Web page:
Lilly will pay $40 million upfront with an additional $20 million equity stake in Merus NV to identify and develop three bispecific antibodies looking to engage the CD3 antigen on T cells and redirect immune cells, the Indianapolis pharma giant said Tuesday.

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Sekar Kathiresan (Verve)

'Bluest of blue-chip in­vestors' pump $94M in­to Sekar Kathire­san's quest to bring CRISPR to the heart

Going into his first JP Morgan conference, Sekar Kathiresan had some major news to share. His ambitious cardiovascular-focused startup, Verve Therapeutics, had designated the PCSK9 base editor as its lead program, homed in on severe heterozygous familial hypercholesterolemia as the first indication, and released animal data suggesting the in vivo edits to the monkey livers last up to six months. For a company that had just been in the public for less than a year, “it was wonderful.”

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CEO Marshall Fordyce (Vera)

UP­DAT­ED: An am­bi­tious GV-backed gene edit­ing up­start re-emerges as a one-drug kid­ney com­pa­ny

In September 2019, Trucode Gene Repair launched, after two-plus years of early development, with $34 million from GV and Kleiner Perkins and ambitious plans to take on the raft of CRISPR companies with a new form of gene editing.

Those plans, though, would only last a few months. By February, company leadership was already pivoting, filing a trademark and domain name for a new company, called Vera Therapeutics. On Monday, they completed the switch, “launching” with an $80 million Series C round led by Abingworth and plans to focus their efforts on atacicept, a 20-year-old molecule now in development for kidney disease.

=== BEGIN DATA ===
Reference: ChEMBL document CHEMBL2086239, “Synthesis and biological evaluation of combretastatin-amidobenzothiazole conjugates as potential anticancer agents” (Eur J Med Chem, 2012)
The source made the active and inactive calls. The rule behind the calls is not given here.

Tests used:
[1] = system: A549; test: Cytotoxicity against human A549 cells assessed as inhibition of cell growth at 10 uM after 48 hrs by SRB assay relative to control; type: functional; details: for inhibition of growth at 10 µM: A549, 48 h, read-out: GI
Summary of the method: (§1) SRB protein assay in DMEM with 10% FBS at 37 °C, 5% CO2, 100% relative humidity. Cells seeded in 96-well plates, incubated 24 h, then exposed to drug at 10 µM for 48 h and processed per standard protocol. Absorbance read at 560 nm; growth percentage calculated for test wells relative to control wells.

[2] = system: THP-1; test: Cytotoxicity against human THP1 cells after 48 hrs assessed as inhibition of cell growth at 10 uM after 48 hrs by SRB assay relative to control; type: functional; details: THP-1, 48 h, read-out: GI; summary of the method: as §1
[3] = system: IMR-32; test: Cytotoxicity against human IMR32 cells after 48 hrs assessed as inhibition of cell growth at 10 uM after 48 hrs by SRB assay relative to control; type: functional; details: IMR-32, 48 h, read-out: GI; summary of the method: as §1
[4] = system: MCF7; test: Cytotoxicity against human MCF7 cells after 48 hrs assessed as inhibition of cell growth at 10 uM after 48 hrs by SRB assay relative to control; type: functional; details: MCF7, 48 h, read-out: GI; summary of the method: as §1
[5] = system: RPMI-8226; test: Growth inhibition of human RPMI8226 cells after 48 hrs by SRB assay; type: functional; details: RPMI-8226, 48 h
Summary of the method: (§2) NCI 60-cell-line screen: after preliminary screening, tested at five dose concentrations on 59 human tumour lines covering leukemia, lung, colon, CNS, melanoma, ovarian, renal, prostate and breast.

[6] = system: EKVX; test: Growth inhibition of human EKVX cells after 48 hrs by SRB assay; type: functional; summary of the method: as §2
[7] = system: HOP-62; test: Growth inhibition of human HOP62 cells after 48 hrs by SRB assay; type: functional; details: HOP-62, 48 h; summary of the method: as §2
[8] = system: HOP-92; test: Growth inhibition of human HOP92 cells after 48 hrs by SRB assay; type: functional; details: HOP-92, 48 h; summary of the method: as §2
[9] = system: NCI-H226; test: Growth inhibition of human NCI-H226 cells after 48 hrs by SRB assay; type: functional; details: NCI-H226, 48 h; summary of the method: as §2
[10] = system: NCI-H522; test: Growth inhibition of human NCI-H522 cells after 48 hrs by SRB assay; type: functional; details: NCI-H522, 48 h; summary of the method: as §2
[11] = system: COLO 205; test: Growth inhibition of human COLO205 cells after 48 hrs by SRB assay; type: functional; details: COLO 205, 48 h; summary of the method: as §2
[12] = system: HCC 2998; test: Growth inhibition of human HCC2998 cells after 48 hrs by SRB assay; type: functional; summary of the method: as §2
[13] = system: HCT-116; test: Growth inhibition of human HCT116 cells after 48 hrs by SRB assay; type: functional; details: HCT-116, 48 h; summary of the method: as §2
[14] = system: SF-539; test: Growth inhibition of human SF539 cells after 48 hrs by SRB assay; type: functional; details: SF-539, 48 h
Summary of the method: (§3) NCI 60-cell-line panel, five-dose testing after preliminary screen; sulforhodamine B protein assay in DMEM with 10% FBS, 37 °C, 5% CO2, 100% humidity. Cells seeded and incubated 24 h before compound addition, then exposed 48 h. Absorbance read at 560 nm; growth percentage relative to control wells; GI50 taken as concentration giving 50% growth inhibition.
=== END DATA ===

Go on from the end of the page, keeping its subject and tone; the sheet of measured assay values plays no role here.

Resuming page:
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A car­dio­vas­cu­lar cell ther­a­py play­er grabs $54M for a new be­gin­ning — where next-gen CAR-T ap­proach fea­tures promi­nent­ly

Before the advent of CAR-T, the term cell therapy conjured up very different images. Sure, there were cancer immunotherapies like Dendreon’s Provenge, but more common were the various flavors of stem cell therapies and cell transplantation.

None of that has gone away, even if they’ve been nudged out of the spotlight — and a little biotech has garnered $54 million (£40 million) to show that both the old and new ideas of cell (and gene) therapy can mesh together to form a special breed of platform company.

Andrew Allen (Gritstone)

As coro­n­avirus vari­ants trig­ger new alarms, the NIH is putting an un­der-the-radar ‘next-gen’ vac­cine in­to PhI

Over the past year, the world has been transfixed by the development of new vaccines to fight SARS-CoV-2. In a frenzy of activity, the new mRNA approach has delivered pioneering emergency approvals in record time. And with some setbacks, the more traditional big players are coming along with added jabs as the most affluent nations in the world begin to vaccinate large portions of their populations.